From the Inside May/June 2016

What is the Most Valuable Asset in your company?

Is it the people? While good people are hard to find, and even harder to train, there is always someone that can fill that empty position.

Is it your company's inventory or property? While inventory and property cost money, they are always replaceable.

Is it your computer or office equipment? Much like your company's inventory, you can always replace it in case of damage or theft. Most companies have insurance specifically to handle this scenario.

What about your company's data? Is this an asset? YES. Companies often buy other companies for no other reason than to get their hands on the data. Your customer information - not just contact information, but also purchase history and other sales notes - that's one of your most valuable assets.

But sorry to say, while this kind of information is extremely valuable, and your company can't run their business without it, there is still one more asset that is widely overlooked: business applications.

The other day I brought this up with a colleague. He started to disagree, like many of you are likely doing right now, but then he gave it some thought. His first reaction was that the data is a company's most valuable asset - not just computer data, but also all those files stored in the deep, dark corners of your company that you actually have to get up out of your chair to access.

Data has a lot of value, but we all know that there's tons of data in our company's databases that isn't tapped. Much of it is only tapped to answer one specific question. And then there's all that information in those file cabinets sitting the dark corner that you don't even use.

Your CEO always wants answers, and wants you to use the data you have to answer those questions. The thing is, the data you have to work with is limited by how and what your business application captured.

You hear about companies spending big bucks to implement a data mining or a BI (Business Intelligence) project and failing because they don't have the data to answer the questions. BI is only one part of the equation, and data mining is only as useful as the question that the user asks.

BI will not run your day-to-day business. Which brings us back to my original point, "Your company's business application is your biggest asset." Your business needs to run day-to-day to provide the mounds of data for the CEO and CFO to evaluate.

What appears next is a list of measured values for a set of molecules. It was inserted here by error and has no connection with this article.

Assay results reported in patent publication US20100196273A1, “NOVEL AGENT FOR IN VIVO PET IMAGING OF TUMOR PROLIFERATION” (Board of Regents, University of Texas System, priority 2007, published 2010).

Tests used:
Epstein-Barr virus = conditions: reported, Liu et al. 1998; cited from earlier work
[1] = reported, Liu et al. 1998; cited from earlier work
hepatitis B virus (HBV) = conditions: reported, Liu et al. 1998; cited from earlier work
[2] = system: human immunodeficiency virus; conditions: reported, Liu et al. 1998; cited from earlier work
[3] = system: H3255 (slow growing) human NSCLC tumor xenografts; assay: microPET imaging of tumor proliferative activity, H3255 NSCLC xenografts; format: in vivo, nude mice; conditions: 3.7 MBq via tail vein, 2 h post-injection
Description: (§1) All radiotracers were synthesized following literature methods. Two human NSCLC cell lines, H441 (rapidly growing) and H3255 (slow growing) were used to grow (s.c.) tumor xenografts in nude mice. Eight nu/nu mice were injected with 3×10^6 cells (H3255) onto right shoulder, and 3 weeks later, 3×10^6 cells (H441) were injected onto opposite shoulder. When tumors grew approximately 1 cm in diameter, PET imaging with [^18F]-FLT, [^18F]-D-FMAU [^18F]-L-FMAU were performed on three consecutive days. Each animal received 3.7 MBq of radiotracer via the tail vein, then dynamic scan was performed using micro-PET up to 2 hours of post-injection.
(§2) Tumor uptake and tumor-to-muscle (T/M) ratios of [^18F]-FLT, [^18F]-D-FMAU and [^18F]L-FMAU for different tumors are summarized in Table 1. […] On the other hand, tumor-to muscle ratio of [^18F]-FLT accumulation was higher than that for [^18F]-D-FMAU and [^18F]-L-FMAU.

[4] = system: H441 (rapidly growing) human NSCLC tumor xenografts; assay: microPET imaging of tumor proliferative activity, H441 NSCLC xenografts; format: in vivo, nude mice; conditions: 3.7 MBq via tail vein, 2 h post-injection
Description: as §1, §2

Most companies with high turn-over positions have refined the business application to the point where training is minimal. Because the business application has such a level of refinement, these positions no longer have to have trained people in them to handle the day-to-day business. In some cases, the company can even eliminate certain positions altogether.

Please don't get me wrong! People are very important assets. The longer you can keep someone, the more stable your business will be. If a person leaves, it might hurt your company for a few weeks or months, even if, overall you can always get someone to take over the empty position. The flip side is that the longer you keep someone, the more holes in your business application are developed.

Huh? If the person leaves, what happens to the company? Because the position was filled so long by someone who knew their job inside and out, your business application was not refined in that area. But now the person is gone.

Is that really a liability in the business application, or a liability caused by the person who was working in that position? They didn't point out the holes in application or create controls to help protect against this problem.

Thinking of the business application as an asset has helped many companies stay productive when key people leave, or - god forbid - go on vacation. I honestly don't know which is worse.

If the business can't run without a specific person, then that person is no longer an asset to the company, they are a point of failure.

Like any other asset (property, people, or inventory), a business application can become a liability to the company. Your business applications need to be under the microscope so that they can show the company where their liabilities exist. They must be used to repair most of the problems that they highlight.

You, as a MultiValue business application developer, have the advantage of being able to modify your business applications quickly, efficiently, and without costing the company an arm and a leg. Most of the time, this means a return in profits. So the more a company is willing to invest in their MultiValue business applications, the more return they are likely to see.

Nathan Rector

Nathan Rector, President of International Spectrum, has been in the MultiValue marketplace as a consultant, author, and presenter since 1992. As a consultant, Nathan specialized in integrating MultiValue applications with other devices and non-MultiValue data, structures, and applications into existing MultiValue databases. During that time, Nathan worked with PDA, Mobile Device, Handheld scanners, POS, and other manufacturing and distribution interfaces.

In 2006, Nathan purchased International Spectrum Magazine and Conference and has been working with the MultiValue Community to expand its reach into current technologies and markets. During this time he has been providing mentorship training to people converting Console Applications (Green Screen/Text Driven) to GUI (Graphical User Interfaces), Mobile, and Web. He has also been working with new developers to the MultiValue Marketplace to train them in how MultiValue works and acts, as well as how it differs from the traditional Relational Database Model (SQL).

View more articles


May/Jun 2016